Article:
TYCOON STORY — JULY 1, 2021 While the cause of an economic cycle to this day is still a hotly debated topic amongst economists, the one thing that can be agreed upon is the economy experiences periods of growth and recession in a cyclical nature. This cycle has been broken down into four distinct phases: expansion, peak, contraction and trough. During expansion, there is increased employment, economic growth and upward pressure on prices, which eventually comes to the highest point of the business cycle known as the peak. After a peak, the economy typically contracts, entering into a correction during which growth slows, employment declines, and pricing pressures subside. The trough is the point at which the economy has hit a bottom, and is the point from which the cycle starts itself over again.
At the heart of every entrepreneur’s aspiration for their business is longevity. Few people start a company without the intention of watching it evolve over the years, surmounting obstacles and growing to celebrate the years in business and eventually decades. However, in order for any entrepreneur to have their business not only survive but also thrive, they must be aware of the inevitability of business cycles and be able to effectively navigate them.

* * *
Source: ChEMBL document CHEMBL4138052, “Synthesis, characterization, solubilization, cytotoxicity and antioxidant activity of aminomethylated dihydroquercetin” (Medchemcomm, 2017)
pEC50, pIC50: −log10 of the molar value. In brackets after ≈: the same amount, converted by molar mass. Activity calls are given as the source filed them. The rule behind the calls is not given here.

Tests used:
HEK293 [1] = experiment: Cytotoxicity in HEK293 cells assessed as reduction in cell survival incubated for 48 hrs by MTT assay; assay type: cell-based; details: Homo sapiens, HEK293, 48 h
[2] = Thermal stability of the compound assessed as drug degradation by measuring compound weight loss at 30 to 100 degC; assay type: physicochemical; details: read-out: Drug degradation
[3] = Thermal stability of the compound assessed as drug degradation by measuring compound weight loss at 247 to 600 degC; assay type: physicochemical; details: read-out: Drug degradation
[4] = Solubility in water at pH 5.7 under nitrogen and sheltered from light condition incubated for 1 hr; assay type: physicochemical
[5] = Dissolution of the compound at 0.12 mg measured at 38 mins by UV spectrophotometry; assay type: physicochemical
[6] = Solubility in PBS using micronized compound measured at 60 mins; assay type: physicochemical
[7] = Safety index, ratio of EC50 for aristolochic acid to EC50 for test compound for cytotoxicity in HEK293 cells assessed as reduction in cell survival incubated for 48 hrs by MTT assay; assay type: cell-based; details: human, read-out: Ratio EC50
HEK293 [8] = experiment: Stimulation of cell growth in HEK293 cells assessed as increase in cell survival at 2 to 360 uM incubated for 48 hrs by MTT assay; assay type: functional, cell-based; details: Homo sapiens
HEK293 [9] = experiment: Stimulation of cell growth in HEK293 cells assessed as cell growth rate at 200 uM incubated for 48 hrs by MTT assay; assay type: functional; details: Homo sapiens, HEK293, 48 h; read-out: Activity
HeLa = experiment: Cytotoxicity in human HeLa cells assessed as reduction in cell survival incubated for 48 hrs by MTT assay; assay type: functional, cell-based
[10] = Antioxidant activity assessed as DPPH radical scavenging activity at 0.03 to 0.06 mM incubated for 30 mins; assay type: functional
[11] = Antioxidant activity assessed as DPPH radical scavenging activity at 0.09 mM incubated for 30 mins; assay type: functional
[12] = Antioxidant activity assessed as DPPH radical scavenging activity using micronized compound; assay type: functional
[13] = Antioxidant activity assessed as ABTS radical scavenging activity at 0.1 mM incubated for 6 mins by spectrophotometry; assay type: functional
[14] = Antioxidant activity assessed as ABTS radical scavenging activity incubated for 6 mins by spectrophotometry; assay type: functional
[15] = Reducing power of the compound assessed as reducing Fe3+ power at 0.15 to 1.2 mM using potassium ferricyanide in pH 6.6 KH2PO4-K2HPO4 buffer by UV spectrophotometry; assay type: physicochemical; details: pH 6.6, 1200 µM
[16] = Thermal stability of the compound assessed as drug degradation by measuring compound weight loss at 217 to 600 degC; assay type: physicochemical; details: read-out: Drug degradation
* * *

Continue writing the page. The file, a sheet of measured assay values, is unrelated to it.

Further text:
Stephen Bittel, founder and chairman of Terranova Corporation, has managed to master such navigation tactics. Terranova is currently in its 41st year of business and has grown from Bittel’s home office to become one of the top commercial real estate companies in Southern Florida. In that time, the company has made its way through six recessions including the one that is currently ongoing as a result of the coronavirus pandemic, and thanks in part to Bittel’s leadership has come out of each one stronger than before. Below, we explore how the business has handled some of the major recessions and what Bittel believes is the right course of action for doing so.
Born and raised in Miami, Bittel was a product of the Miami-Dade County public school system, attending from first grade through to his senior year of high school. Seeking experiences vastly different from what he had grown up with, Bittel decided to attend university in Maine at the highly selective liberal arts school Bowdoin College. A fish out of water, although he initially felt overwhelmed by the demand for academic rigor of a private university in comparison to his public school education, he was eventually able to adapt to the school’s demands and graduated magna cum laude from the university in 1978 with a degree in economics. During his final year at the college, Bittel was awarded the Thomas J. Watson Fellowship, a grant that enables graduating seniors to pursue a year of independent study outside the United States.